By Syed Babar Ali and Wendy Chamberlin
With the release of Raymond Davis, the CIA contractor held by Pakistan for the past month, in exchange for compensation to the families of the men he killed, we close the door on the latest in a long series of incidents that have undermined trust and communication between the governments of the United States and Pakistan. The loss of life has been tragic. The disputes over facts and motives show that we are long overdue for a more honest conversation about our national security interests and operations. And the widespread anger in both societies makes it clear that we are in urgent need of serious, long-term efforts to bring our people together.
In the eye of the current storm, a diverse group of 40 Americans and Pakistanis, outside our governments but influential with them, has started to rebuild partnerships based on complementary interests and common values. We are focusing on areas that matter to ordinary Pakistanis and Americans: education, jobs, entrepreneurship and government accountability.
We met first in Lahore. We came from universities, businesses, non-profit organisations, media and think tanks. Many of us worried about the potential for constructive conversation, let alone meaningful new commitments, to come from a US-Pakistan Leaders Forum in such a highly charged moment.
We debated the Davis incident and challenged each other’s understanding of who betrayed whom over the past 30 years. Then we stepped back and found that we agreed on a set of clear, urgent priorities: bring more honesty to the security dialogue between our governments, broaden and deepen the ties among our people, and build new partnerships in sectors where we have complementary strengths and needs. We focused first on education, agriculture and governance.
Pakistan’s public education system needs reform, but it has exceptionally innovative leadership and success in charter and independent schools. Independent and quasi-charter schools across the country are serving more than six million students. Our Pakistani and US educators plan to work together in both countries to improve and expand public-private partnerships, while maintaining teaching quality.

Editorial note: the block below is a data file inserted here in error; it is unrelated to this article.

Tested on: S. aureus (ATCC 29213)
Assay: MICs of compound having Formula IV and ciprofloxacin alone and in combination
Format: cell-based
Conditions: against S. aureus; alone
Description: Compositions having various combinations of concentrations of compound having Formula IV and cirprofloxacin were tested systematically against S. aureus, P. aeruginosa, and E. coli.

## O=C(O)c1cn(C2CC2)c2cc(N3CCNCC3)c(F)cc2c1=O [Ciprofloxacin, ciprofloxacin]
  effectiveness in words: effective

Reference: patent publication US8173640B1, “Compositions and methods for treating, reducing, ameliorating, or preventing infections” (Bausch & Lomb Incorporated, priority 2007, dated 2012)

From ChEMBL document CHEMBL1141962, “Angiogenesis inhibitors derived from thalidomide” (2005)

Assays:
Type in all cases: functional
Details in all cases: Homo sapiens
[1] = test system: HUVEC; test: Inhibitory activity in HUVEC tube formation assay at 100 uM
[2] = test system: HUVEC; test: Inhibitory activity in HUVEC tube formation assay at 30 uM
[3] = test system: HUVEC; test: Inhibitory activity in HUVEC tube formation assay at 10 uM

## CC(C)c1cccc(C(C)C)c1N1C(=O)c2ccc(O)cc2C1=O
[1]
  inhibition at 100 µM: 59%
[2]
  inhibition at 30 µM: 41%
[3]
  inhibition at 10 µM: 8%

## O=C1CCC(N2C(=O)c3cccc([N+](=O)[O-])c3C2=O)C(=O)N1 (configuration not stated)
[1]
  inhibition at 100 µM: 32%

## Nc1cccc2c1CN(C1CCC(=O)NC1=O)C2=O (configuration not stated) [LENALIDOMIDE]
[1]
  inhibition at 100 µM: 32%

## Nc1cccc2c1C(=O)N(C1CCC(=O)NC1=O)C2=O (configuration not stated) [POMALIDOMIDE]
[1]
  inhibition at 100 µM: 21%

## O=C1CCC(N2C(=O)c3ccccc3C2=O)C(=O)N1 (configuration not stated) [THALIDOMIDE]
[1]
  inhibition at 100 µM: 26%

Historically, many of Pakistan’s top students came to the United States for their graduate studies. They returned to Pakistan with positive views of the United States and strong ties to its universities. In the last decade, more Pakistanis have chosen to study in Europe, and US visa restrictions have made student and faculty exchanges more difficult. The US and Pakistani university leaders in our forum are committed to creating a new generation of higher education partnerships. Together, they will spur collaborative research, faculty and student exchanges, online dialogue, and social networks connecting faculty and students.
Beyond the formal education system, youth leadership was a strong thread in our discussions. One of our participants has already designed a new youth-service leaders exchange, and many others want to get involved.
In agriculture, Pakistan is one of the world’s largest milk producers, but its cattle and water buffalo are scattered in very small herds. Our forum’s agriculture experts and business people see huge potential to get more milk per head, improve nutrition and create commercial joint ventures. They also agreed to explore the potential for developing a commodity futures exchange for Pakistan. With a credible futures market, Pakistani farmers, traders and US investors could all gain.
Good governance is at the core of Pakistan’s long-term challenges, and lack of accountability is a serious problem for the US aid programme in Pakistan. Information technology firms from the United States are already setting up systems to track funds for flood relief, and there is high potential to apply them to other aid and development programmes. Sister state and sister city programmes can also promote accountability and public participation by connecting elected officials, administrators and citizen groups to share experiences and advice.
These partnership possibilities are only a fraction of what we discussed, and we have just begun to explore them. The energy sector, venture capital, health insurance, the media, and arts and culture are on our agenda for the future.
Most Americans and Pakistanis can grasp the potential for joint gains in the areas that matter most to families, businesses and professionals. Our group believes that broadening and deepening the relationships among leaders and people outside of government, while dealing more honestly with the differences between our governments, is the best way forward.
We know that there will be future problems in our relations, but they do not have to define our relationship. We can make sure that there are farmers, teachers, students, entrepreneurs, doctors and nurses, local officials and citizen groups in both societies who have a different set of stories to tell. Together, we can provide a counterweight when tensions arise. In the long run, we can change both of our societies for the better.
Source: Common Ground News Service